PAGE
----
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State v. Shelby

Court of Appeals of Oregon

June 19, 2019

STATE OF OREGON, Plaintiff-Respondent,
v.
ROBERT C. SHELBY, aka Robert Chieffoun Shelby, Defendant-Appellant.

          Submitted April 22, 2019

          Multnomah County Circuit Court 16CR20915 Thomas M. Ryan, Judge.

          Ernest G. Lannet, Chief Defender, Criminal Appellate Section, and Emily P. Seltzer, Deputy Public Defender, Offce of Public Defense Services, fled the opening brief for appellant. Robert C. Shelby fled the supplemental brief pro se.

          Ellen F. Rosenblum, Attorney General, Benjamin Gutman, Solicitor General, and Peenesh Shah, Assistant Attorney General, fled the brief for respondent.

          Before Armstrong, Presiding Judge, and Tookey, Judge, and Shorr, Judge.

         Convictions on Counts 2 and 3 reversed and remanded for entry of judgment of conviction for one count of frst-degree kidnapping; convictions on Counts 18 and 19 reversed and remanded for entry of judgment of conviction for one count of frst-degree kidnapping; convictions on Counts 6, 7, and 8 reversed and remanded for entry of judgment of conviction for one count of frst-degree sexual abuse; remanded for resentencing; otherwise affrmed.

         [298 Or.App. 278] PER CURIAM

         Defendant appeals a judgment of conviction for one count of first-degree burglary, four counts of first-degree kidnapping, one count of unlawful use of a weapon, four counts of first-degree rape, four counts of first-degree sexual abuse, one count of strangulation, two counts of fourth-degree assault, and three counts of first-degree sodomy. Those convictions arise from two separate events, involving two different victims, A and E. We write only to address the state's concessions on defendant's fifth, sixth, and seventh assignments of error. We reject defendant's remaining assignments of error, including the assignments of error raised in defendant's pro se supplemental brief, without written discussion.

         In his fifth and sixth assignments of error, defendant contends that the trial court plainly erred in failing to merge the guilty verdicts on Counts 2 and 3, first-degree kidnapping of A, and on Counts 18 and 19, first-degree kidnapping of E. As against each victim, the two kidnapping counts were based on the same facts but were charged under two different legal theories. The state concedes that the trial court plainly erred in both instances. We agree with and accept the state's concessions. We further conclude that it is appropriate to exercise our discretion to correct the plain error for the reasons stated in State v. Camacho-Alvarez, 225 Or.App. 215, 217, 200 P.3d 613 (2009)-viz., the state has no interest in our refusing to correct the error, we perceive no strategic or tactical reason for defendant's attorney not to have raised the issue at sentencing, and "the ends of justice are served by convicting and sentencing defendant according to the law." We thus reverse and remand Counts 2 and 3 for the court to merge those guilty verdicts and reverse and remand Counts 18 and 19 for the court to merge those guilty verdicts.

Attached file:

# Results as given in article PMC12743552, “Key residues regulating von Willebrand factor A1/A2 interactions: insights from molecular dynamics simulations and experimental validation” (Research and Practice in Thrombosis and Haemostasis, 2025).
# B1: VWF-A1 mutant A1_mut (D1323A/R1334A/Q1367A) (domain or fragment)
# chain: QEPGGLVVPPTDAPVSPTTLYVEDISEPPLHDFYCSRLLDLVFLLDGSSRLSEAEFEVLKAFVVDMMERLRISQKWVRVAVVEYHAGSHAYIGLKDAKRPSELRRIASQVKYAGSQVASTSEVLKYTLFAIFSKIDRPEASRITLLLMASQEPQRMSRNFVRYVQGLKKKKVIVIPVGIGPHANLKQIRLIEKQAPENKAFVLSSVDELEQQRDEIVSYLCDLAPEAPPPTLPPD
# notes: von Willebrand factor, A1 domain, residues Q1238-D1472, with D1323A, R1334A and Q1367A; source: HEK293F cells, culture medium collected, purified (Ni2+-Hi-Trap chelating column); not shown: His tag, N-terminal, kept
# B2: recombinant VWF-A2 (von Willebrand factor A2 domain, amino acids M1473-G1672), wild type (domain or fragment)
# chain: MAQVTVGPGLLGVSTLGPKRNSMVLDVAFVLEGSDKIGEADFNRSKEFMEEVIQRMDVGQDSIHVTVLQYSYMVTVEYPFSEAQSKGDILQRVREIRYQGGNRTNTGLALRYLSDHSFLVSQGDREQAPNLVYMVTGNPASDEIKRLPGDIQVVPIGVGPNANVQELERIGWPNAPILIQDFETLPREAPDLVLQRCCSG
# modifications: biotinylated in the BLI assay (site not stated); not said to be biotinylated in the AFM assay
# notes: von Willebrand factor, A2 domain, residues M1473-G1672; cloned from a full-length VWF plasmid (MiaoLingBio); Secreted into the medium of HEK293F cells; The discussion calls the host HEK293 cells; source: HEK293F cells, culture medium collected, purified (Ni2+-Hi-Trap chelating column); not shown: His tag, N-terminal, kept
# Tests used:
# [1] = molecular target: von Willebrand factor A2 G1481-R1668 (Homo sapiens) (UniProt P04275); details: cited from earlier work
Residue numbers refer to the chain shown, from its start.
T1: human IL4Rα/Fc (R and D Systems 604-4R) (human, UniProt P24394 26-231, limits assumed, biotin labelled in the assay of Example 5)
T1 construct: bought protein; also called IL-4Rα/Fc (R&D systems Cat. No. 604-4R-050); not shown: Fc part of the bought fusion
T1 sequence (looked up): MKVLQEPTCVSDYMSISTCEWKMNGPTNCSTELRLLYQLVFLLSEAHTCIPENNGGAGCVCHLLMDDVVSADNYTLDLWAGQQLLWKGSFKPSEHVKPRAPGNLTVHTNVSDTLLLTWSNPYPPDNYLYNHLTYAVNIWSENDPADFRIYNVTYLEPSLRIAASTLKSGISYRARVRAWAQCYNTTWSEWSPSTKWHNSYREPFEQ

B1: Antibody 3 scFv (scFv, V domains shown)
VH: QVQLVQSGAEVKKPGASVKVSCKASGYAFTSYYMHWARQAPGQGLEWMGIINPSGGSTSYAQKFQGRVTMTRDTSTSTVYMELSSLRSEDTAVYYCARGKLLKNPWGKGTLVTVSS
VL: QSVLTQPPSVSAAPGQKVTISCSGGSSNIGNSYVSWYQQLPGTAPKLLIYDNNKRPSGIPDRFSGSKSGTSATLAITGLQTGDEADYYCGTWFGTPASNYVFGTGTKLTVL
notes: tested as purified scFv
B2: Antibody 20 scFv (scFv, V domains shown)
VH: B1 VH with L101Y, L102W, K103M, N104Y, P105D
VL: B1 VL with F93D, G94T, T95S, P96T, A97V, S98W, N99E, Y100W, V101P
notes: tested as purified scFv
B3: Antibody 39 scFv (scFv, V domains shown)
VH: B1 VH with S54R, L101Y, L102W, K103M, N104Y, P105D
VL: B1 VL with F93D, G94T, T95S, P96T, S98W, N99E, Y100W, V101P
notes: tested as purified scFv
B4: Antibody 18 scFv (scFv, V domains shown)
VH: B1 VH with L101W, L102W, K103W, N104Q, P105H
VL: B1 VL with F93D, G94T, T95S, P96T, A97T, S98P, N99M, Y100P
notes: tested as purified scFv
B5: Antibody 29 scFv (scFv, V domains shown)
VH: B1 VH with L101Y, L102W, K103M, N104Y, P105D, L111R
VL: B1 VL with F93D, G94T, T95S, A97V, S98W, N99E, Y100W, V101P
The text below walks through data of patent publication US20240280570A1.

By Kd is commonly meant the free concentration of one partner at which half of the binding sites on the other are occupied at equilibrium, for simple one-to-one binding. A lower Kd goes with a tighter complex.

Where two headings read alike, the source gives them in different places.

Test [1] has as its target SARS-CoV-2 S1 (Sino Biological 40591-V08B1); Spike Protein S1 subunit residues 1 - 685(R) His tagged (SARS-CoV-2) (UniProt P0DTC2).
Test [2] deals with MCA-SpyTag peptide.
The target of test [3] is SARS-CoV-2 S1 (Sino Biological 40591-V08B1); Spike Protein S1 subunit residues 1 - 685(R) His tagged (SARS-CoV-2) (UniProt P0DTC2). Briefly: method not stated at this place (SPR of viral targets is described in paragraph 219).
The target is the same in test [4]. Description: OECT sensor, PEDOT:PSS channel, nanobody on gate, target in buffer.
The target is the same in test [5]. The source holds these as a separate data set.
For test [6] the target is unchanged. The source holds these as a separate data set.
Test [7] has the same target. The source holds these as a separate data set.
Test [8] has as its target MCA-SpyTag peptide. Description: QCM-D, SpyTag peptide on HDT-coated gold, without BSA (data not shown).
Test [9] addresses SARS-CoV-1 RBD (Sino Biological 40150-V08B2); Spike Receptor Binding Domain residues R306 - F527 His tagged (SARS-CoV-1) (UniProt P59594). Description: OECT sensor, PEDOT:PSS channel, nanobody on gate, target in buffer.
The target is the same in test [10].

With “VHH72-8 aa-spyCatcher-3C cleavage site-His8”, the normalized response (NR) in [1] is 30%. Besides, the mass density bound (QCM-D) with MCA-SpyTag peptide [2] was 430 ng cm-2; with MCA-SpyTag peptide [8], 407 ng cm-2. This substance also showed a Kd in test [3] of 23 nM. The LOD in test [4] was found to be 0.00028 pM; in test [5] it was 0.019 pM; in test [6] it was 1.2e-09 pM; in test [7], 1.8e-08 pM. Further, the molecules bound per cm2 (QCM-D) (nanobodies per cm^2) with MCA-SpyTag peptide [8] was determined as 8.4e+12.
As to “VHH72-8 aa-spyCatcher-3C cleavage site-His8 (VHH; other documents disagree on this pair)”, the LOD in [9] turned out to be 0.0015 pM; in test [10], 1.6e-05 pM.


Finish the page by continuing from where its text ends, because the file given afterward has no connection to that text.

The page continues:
In his seventh assignment of error, defendant contends that the trial court erred in failing to merge the guilty verdicts on Counts 6, 7, and 8, first-degree sexual abuse of A, because the facts underlying those counts constituted a single, uninterrupted course of conduct against a single victim. See ORS 161.067(3) (setting out when there are separately [298 Or.App. 279] punishable offenses for conduct against a single victim that violates a single statutory provision). Defendant argues that his assignment of error is preserved but, in the alternative, requests plain-error review. The state concedes that the assignment of error is preserved and that the trial court erred in failing to merge the verdicts, because this case is not materially distinguishable from State v. Nelson, 282 Or.App. 427, 386 P.3d 73 (2016). We agree with and accept the state's concessions. We thus reverse and remand Counts 6, 7, and 8 for the court to merge those guilty verdicts.

         Convictions on Counts 2 and 3 reversed and remanded for entry of judgment of conviction for one count of first-degree kidnapping; convictions on Counts 18 and 19 reversed and remanded for entry of judgment of conviction for one count of first-degree kidnapping; convictions on Counts 6, 7, and 8 reversed and remanded for entry of judgment of ...


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